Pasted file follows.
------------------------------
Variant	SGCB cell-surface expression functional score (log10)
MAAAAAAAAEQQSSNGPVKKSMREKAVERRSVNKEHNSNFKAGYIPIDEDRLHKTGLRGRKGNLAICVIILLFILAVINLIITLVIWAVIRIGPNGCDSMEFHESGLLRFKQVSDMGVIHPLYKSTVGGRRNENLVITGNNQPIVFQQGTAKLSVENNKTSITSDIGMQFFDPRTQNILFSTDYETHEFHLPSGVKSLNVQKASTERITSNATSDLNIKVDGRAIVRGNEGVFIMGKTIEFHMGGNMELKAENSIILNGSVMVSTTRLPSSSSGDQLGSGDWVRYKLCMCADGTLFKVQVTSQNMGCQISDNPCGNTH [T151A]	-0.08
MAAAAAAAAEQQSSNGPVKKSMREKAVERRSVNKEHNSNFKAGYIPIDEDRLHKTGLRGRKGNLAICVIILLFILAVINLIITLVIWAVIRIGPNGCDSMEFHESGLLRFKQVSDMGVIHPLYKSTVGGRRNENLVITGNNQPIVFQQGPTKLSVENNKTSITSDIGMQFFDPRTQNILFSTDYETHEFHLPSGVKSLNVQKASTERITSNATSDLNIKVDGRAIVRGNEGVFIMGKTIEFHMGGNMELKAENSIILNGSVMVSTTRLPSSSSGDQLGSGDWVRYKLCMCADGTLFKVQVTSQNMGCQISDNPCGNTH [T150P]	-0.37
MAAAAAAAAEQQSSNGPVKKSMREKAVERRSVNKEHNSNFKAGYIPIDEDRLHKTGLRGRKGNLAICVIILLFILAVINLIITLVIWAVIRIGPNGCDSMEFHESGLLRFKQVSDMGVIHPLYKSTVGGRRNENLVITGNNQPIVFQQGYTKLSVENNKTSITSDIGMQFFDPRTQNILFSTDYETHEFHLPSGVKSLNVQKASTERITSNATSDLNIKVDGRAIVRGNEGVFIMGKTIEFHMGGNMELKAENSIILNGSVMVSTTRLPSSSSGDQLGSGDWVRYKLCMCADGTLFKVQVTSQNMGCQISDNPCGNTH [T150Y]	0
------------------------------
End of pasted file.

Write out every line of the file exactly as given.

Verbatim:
Variant	SGCB cell-surface expression functional score (log10)
MAAAAAAAAEQQSSNGPVKKSMREKAVERRSVNKEHNSNFKAGYIPIDEDRLHKTGLRGRKGNLAICVIILLFILAVINLIITLVIWAVIRIGPNGCDSMEFHESGLLRFKQVSDMGVIHPLYKSTVGGRRNENLVITGNNQPIVFQQGTAKLSVENNKTSITSDIGMQFFDPRTQNILFSTDYETHEFHLPSGVKSLNVQKASTERITSNATSDLNIKVDGRAIVRGNEGVFIMGKTIEFHMGGNMELKAENSIILNGSVMVSTTRLPSSSSGDQLGSGDWVRYKLCMCADGTLFKVQVTSQNMGCQISDNPCGNTH [T151A]	-0.08
MAAAAAAAAEQQSSNGPVKKSMREKAVERRSVNKEHNSNFKAGYIPIDEDRLHKTGLRGRKGNLAICVIILLFILAVINLIITLVIWAVIRIGPNGCDSMEFHESGLLRFKQVSDMGVIHPLYKSTVGGRRNENLVITGNNQPIVFQQGPTKLSVENNKTSITSDIGMQFFDPRTQNILFSTDYETHEFHLPSGVKSLNVQKASTERITSNATSDLNIKVDGRAIVRGNEGVFIMGKTIEFHMGGNMELKAENSIILNGSVMVSTTRLPSSSSGDQLGSGDWVRYKLCMCADGTLFKVQVTSQNMGCQISDNPCGNTH [T150P]	-0.37
MAAAAAAAAEQQSSNGPVKKSMREKAVERRSVNKEHNSNFKAGYIPIDEDRLHKTGLRGRKGNLAICVIILLFILAVINLIITLVIWAVIRIGPNGCDSMEFHESGLLRFKQVSDMGVIHPLYKSTVGGRRNENLVITGNNQPIVFQQGYTKLSVENNKTSITSDIGMQFFDPRTQNILFSTDYETHEFHLPSGVKSLNVQKASTERITSNATSDLNIKVDGRAIVRGNEGVFIMGKTIEFHMGGNMELKAENSIILNGSVMVSTTRLPSSSSGDQLGSGDWVRYKLCMCADGTLFKVQVTSQNMGCQISDNPCGNTH [T150Y]	0